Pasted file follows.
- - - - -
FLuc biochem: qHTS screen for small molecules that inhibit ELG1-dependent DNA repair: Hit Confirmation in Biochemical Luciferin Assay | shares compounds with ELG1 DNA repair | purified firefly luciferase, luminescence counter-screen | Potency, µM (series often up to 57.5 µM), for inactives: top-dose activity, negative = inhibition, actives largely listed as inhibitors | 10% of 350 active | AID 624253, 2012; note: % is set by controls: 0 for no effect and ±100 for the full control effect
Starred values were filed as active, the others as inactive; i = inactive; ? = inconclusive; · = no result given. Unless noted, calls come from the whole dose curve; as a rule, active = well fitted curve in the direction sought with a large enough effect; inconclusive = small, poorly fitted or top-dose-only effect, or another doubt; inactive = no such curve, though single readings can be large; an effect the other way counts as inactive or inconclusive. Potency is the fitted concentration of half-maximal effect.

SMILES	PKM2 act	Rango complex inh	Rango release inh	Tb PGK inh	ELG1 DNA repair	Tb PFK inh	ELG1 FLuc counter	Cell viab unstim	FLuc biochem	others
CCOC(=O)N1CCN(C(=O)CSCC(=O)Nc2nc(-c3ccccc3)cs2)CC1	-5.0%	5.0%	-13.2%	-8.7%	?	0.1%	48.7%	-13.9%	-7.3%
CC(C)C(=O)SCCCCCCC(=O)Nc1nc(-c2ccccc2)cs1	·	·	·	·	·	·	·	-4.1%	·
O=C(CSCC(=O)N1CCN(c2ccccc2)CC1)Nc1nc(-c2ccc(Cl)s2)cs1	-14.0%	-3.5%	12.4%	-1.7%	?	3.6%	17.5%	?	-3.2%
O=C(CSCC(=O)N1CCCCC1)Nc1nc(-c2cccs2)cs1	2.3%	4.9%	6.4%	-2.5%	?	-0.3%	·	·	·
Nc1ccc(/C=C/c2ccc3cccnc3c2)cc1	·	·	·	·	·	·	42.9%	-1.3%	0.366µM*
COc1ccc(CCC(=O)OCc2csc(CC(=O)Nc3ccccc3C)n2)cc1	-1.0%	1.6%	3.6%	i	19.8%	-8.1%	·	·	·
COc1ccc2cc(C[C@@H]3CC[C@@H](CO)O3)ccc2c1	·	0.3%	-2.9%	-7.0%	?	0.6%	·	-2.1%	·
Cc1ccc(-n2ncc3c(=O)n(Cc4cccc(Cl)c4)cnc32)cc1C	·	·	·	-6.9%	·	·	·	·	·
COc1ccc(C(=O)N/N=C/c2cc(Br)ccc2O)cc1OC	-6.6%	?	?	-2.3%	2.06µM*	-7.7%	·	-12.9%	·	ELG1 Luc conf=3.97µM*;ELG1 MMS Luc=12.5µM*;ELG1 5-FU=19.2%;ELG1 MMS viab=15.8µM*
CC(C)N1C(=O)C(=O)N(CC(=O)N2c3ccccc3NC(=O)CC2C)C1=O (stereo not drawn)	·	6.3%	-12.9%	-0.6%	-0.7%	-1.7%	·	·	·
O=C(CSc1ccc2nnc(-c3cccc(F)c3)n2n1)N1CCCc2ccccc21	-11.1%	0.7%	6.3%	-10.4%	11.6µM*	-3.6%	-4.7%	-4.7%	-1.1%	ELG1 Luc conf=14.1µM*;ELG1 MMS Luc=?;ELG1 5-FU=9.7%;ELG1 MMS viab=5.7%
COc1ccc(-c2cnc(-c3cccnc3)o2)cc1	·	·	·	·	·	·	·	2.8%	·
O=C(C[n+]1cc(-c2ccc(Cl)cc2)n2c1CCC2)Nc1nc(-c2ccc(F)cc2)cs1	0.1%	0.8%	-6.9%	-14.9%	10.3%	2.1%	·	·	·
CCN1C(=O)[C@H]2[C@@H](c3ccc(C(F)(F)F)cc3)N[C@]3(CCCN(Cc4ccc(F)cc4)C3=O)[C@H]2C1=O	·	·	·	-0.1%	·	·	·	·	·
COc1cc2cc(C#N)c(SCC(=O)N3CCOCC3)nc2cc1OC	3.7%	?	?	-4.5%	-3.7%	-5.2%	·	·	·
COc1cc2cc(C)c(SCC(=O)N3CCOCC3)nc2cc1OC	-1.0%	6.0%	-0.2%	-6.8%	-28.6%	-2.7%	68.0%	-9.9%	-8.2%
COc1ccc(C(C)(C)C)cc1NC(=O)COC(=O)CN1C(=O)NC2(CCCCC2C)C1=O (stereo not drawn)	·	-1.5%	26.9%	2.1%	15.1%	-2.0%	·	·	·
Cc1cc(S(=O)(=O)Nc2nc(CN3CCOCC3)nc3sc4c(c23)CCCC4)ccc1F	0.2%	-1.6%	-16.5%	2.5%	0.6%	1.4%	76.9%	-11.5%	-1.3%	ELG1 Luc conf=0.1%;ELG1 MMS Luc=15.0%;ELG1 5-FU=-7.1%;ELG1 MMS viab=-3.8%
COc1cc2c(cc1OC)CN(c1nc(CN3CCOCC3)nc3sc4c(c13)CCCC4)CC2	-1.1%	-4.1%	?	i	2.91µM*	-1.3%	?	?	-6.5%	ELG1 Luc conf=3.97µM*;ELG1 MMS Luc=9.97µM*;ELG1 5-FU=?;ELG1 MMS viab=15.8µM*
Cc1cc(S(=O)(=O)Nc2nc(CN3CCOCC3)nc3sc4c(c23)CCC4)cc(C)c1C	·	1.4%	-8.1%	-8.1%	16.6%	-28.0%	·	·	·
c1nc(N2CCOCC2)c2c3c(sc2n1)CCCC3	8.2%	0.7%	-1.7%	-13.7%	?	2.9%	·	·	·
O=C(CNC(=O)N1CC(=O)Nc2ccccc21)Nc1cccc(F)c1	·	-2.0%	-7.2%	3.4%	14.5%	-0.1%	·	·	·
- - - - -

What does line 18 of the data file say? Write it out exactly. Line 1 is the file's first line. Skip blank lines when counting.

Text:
COc1cc2cc(C#N)c(SCC(=O)N3CCOCC3)nc2cc1OC	3.7%	?	?	-4.5%	-3.7%	-5.2%	·	·	·